- Force Putin to sell Europe oil below market prices to fund the upcoming war effort against Russia, now clearly on the table for 2023. They want you to believe oil flows to Europe have already cratered, while bookings (as Sputnik pointed out) for Sovcomflot’s tanker fleet are up. The only numbers that matter are Russia’s exports, not whether oil flows through western tracking data.
I’ve maintained for years that Europe feels they have some kind of monopsony (single buyer) power over Russian energy. And all they have to do is hold their nose and refuse to buy Russia’s products and this will force them to sell to them at whatever price they demand.
What I’m still trying to figure out, however, is how much better a deal do they want than the one they had pre-Ukraine War, a war they did nothing substantial to stop?
To believe that the EU only pursued this antagonistic relationship with Russia because it is a colony of the US Empire is simply delusional at this point. At no point did Europe try to make peace with Russia financially, economically or diplomatically.
Former German Chancellor Angela Merkel reiterated recently in an interview with Die Zeit that the Minsk Accords were designed as a delaying tactic to arm Ukraine for the future war against Russia.
This admission blows up that entire coping narrative of ideological leftists who hate the US (and all that it supposedly still stands for, i.e. capitalism) so much they can’t accept the reality of their insanity.
Europe chose this path. They chose freely to freeze Russia’s foreign exchange reserves, decline to buy their oil and gas, and sanction Russia to the point of destabilizing not just their own food and energy security, but also everyone else’s in the process.
Davos hates the freedom that oil and gas represent. Their strategy is to starve the entire oil complex of needed capital and hope it collapses. What it’s doing is accelerating the creation of parallel markets for shipping, insurance, payment clearance and investment banking for base commodities in markets outside of their control.
They’ve interfered in elections/governments the world over in key pockets of resistance — the US, Brazil, now Peru, the UK, Pakistan, Kazakhstan, — to disrupt any further integration of Asia.
Most of these have failed, but have succeeded in making the world less safe, less predictable.
The price cap is a stupid policy implemented by people with a clear animus against humanity itself that they would drive the world to the brink of nuclear war. It’s nothing more than the same scorched earth policy that’s been on display for years now.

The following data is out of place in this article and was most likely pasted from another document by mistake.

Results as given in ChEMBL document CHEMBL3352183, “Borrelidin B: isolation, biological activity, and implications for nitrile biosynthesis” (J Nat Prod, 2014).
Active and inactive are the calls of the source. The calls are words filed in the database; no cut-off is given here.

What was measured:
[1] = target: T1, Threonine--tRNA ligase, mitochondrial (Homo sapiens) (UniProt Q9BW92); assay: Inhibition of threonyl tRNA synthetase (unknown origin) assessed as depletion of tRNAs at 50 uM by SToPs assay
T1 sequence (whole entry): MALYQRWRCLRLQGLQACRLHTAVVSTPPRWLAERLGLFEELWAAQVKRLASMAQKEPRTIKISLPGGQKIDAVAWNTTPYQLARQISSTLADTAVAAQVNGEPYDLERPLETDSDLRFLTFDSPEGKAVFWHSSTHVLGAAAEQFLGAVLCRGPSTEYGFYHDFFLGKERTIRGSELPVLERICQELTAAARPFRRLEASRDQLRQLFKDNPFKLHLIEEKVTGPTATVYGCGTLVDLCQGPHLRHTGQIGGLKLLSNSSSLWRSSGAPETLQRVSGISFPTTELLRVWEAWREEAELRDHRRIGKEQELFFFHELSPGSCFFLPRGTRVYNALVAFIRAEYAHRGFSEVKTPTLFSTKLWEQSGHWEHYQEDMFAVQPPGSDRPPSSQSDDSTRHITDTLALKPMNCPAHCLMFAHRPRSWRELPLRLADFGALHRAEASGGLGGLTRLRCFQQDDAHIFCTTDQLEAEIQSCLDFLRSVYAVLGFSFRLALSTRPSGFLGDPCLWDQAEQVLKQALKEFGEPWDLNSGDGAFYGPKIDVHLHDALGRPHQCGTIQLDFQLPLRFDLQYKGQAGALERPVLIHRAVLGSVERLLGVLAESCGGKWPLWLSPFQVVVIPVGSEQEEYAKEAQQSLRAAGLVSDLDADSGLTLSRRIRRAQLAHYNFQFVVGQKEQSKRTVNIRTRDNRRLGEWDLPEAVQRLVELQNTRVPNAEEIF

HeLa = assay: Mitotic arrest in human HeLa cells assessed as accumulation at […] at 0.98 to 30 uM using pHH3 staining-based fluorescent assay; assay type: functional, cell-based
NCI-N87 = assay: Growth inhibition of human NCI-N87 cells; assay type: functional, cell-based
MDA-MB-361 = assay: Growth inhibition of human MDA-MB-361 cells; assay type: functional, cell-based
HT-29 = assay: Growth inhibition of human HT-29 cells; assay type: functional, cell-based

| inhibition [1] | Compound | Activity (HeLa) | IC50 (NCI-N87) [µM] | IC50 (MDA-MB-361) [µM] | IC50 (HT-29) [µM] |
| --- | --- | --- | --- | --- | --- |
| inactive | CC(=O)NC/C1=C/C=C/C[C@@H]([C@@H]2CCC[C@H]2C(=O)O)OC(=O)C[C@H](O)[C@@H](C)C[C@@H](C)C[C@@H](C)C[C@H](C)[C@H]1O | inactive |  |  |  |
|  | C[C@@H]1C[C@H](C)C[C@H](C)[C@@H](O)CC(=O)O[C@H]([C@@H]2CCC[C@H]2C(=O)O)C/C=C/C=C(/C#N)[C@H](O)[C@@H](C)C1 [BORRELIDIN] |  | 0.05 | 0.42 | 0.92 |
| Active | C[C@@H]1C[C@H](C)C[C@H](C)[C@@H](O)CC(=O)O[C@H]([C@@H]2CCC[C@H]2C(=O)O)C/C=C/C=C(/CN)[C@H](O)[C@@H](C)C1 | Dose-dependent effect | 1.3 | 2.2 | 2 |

If we can’t rule the world, we will burn it down. All it’s really doing is accelerating the split between East and West. Russia is done with Europe. They have turned East and will wait for Europeans to come to their senses and find common ground. Both they and the Chinese realize now there is no return to normalcy without the West collapsing in a fit of rage.
All over a few miserable dollars per barrel.
As always, my full replies to Sputnik are below the line.
As the price cap on Russian oil comes into force, how will the global market react? What long-term consequences do you expect?
The price cap is simply moronic from a price perspective. Any 1st semester student of economics understands that price caps/floors create shortages. So, we shouldn’t look at price directly. Price is a consequence of supply and demand, in this case a deliberate attempt to create a shortage by introducing unnecessary friction all throughout the oil supply chain to create a global shortage of energy.
Oil prices will rise in the short term because of this and investment in new oil sources will now accelerate but outside of the West who have turned completely hostile to new sources of oil entering the market.
The price cap was conceived with the objective of punishing Russia over its special military operation in Ukraine – what are traps and pitfalls of energy supply politicization?
As always with moves like this, there is the story we’re told and then there is the real story. This cap will not deter Russia in any significant way from exporting oil. What will happen is the map of oil delivery worldwide will change. Energy that flowed west will now flow east and south. The ESPO pipeline will see full utilization as demand from SE Asia rises.
Projects that previous to the divorce between Russia and the EU were uneconomic are now economic as a price floor has now been put on the market. That’s what is so funny about this ‘price cap’ on Russian oil, it’s actually a ‘price floor,’ ensuring that Russia, the country with the lowest cost per barrel of any major producer, has guaranteed minimum income going forward.